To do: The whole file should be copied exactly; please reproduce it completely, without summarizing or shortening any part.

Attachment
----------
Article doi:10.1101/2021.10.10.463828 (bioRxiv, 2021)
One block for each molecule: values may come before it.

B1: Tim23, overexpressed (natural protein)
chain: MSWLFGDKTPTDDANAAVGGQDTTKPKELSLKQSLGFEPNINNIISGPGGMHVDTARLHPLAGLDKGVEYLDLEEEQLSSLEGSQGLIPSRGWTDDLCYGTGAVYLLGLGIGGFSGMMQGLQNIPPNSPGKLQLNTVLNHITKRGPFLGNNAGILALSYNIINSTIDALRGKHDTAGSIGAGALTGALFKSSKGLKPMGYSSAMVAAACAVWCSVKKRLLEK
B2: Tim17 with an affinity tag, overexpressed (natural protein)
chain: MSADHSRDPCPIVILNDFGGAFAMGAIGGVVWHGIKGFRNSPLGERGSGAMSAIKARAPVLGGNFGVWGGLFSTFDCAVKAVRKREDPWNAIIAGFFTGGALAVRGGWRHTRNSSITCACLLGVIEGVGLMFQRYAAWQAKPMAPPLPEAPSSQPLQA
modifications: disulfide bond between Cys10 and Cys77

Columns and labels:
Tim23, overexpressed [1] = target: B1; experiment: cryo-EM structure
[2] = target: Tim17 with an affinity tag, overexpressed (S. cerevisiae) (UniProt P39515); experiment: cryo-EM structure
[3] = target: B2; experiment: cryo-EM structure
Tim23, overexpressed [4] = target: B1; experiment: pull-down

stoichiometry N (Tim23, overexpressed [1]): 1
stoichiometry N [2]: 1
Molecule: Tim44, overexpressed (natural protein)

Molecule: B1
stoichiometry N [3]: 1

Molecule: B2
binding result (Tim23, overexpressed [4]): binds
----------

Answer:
Article doi:10.1101/2021.10.10.463828 (bioRxiv, 2021)
One block for each molecule: values may come before it.

B1: Tim23, overexpressed (natural protein)
chain: MSWLFGDKTPTDDANAAVGGQDTTKPKELSLKQSLGFEPNINNIISGPGGMHVDTARLHPLAGLDKGVEYLDLEEEQLSSLEGSQGLIPSRGWTDDLCYGTGAVYLLGLGIGGFSGMMQGLQNIPPNSPGKLQLNTVLNHITKRGPFLGNNAGILALSYNIINSTIDALRGKHDTAGSIGAGALTGALFKSSKGLKPMGYSSAMVAAACAVWCSVKKRLLEK
B2: Tim17 with an affinity tag, overexpressed (natural protein)
chain: MSADHSRDPCPIVILNDFGGAFAMGAIGGVVWHGIKGFRNSPLGERGSGAMSAIKARAPVLGGNFGVWGGLFSTFDCAVKAVRKREDPWNAIIAGFFTGGALAVRGGWRHTRNSSITCACLLGVIEGVGLMFQRYAAWQAKPMAPPLPEAPSSQPLQA
modifications: disulfide bond between Cys10 and Cys77

Columns and labels:
Tim23, overexpressed [1] = target: B1; experiment: cryo-EM structure
[2] = target: Tim17 with an affinity tag, overexpressed (S. cerevisiae) (UniProt P39515); experiment: cryo-EM structure
[3] = target: B2; experiment: cryo-EM structure
Tim23, overexpressed [4] = target: B1; experiment: pull-down

stoichiometry N (Tim23, overexpressed [1]): 1
stoichiometry N [2]: 1
Molecule: Tim44, overexpressed (natural protein)

Molecule: B1
stoichiometry N [3]: 1

Molecule: B2
binding result (Tim23, overexpressed [4]): binds